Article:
As much as I have enjoyed their heavy blues-rock oriented stuff in the past, now when I return to listen I usually go for stuff from the more diverse middle period of their career. Of all their albums, I think Houses of the Holy showcases them at their most melodic. Plus, it's original songwriting... no ripping off old blues players or psychedelic rock bands haha! "The Song Remains the same" is a really solid opener, at once mystical and groovy. The vocals are soaring, the guitar zooms around all over the place, Bonham's drumming is energetic as always, and John Paul Jones is really the underappreciated member for me, as his bass playing just tends to bring everything together. Then "The Rain song" is absolutely beautiful. So melodic and such powerful chords. When Plant sings "I felt the coldness of my winter!" I feel like a cathartic release of bittersweet joy. Such a classic. Then of course you can't forget "Over the Hills and Far Away" as one of their all-time biggest hits. "D'yer Maker" is possibly my favorite song on the album, cause it just gives off really chill vibes and makes me smile uncontrollably. This is like the ultimate feelgood album to me, to play in the springtime on a warm flowery afternoon. All the songs are rather uplifting, with the exception of "No Quarter", which showcases some spooky keyboard work from JPJ and is extremely atmospheric.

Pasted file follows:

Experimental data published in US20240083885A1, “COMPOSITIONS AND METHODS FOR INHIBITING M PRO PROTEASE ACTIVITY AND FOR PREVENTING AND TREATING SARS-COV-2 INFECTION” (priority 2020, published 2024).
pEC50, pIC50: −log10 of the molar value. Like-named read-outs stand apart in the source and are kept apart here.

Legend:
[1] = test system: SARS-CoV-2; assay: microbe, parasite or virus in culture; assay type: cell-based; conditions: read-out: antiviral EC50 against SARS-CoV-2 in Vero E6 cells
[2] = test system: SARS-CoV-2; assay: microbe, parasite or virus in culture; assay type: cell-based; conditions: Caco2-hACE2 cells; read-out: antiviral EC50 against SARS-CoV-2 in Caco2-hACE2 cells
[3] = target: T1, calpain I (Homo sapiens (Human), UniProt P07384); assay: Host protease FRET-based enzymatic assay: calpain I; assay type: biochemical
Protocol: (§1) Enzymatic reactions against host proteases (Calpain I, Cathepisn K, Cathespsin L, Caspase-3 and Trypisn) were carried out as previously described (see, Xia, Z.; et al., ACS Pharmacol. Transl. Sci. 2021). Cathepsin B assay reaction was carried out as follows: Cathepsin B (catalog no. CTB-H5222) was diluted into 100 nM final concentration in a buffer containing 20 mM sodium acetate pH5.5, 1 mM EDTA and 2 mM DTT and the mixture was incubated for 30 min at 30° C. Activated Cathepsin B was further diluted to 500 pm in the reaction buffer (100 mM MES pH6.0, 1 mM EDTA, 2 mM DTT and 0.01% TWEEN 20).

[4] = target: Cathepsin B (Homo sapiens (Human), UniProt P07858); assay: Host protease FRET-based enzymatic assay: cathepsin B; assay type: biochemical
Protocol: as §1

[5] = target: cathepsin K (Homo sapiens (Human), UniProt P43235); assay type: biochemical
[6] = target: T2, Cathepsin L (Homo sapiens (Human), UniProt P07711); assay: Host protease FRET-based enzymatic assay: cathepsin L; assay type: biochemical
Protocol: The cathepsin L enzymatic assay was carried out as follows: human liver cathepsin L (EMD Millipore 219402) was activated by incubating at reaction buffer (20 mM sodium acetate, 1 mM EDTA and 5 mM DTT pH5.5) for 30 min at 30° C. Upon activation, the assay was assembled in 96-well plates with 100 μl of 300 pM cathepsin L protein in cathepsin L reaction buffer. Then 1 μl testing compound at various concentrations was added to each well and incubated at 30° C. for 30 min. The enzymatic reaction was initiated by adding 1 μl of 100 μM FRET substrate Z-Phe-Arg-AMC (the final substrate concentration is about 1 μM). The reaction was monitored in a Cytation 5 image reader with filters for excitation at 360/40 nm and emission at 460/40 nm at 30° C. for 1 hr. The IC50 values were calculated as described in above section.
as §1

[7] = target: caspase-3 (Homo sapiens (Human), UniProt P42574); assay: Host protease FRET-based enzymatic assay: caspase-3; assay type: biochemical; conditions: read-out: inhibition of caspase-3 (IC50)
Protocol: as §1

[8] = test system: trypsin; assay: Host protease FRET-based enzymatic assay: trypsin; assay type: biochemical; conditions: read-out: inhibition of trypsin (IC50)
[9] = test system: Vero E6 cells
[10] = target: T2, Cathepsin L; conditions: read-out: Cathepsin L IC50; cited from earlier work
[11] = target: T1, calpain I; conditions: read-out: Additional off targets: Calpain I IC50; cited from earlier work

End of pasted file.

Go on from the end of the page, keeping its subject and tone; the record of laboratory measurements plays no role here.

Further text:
Very fantastic, dreamy, and takes me back to being a happy kid. This is Led Zeppelin at their creative peak!
[First added to this chart: 08/01/2019]
Year of Release:
1973
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Rank Score:
16,370
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Whenever I read Walt Whitman or Henry David Thoreau Yes music starts flashing through my mind. It is like the very essence of transcendence to me. While I really appreciate lots of Yes albums, to me they really hit their stride on "The Yes Album" and "Close to the Edge" I like a nice short album, and boy does CTTE not waste a single second in these 3 amazing songs. The chaotic intro of the title track is, and shows off both the virtuosity and imagination of the band. Then the "I get up, I get down" bit is rather cosmic, but accessible and smooth all at once. The last part of the song is a real surge of adrenaline, and the ending for me is dang near perfect. Emotional and resonant.

"And You and I" is also chilling from the outset, with the tender acoustic intro full of nice harmonics. When the synths kick in it gets real sweet and charming. I really like the section about the preacher and the teacher or whatever it's called. Jon Anderson's voice sounds so innocent and almost childlike, and overall just very cordial. My favorite track of all on the album might be "Siberian Khatru", though. It is very funky and hypnotic. Feels like you are being launched off into outer space, and the groove just keeps soaring higher and higher until you disintegrate into bliss.

Overall, it's a real life-affirming, unforgettable album and certainly one of the greatest of all time.
[First added to this chart: 08/01/2019]
Year of Release:
1972
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Rank Score: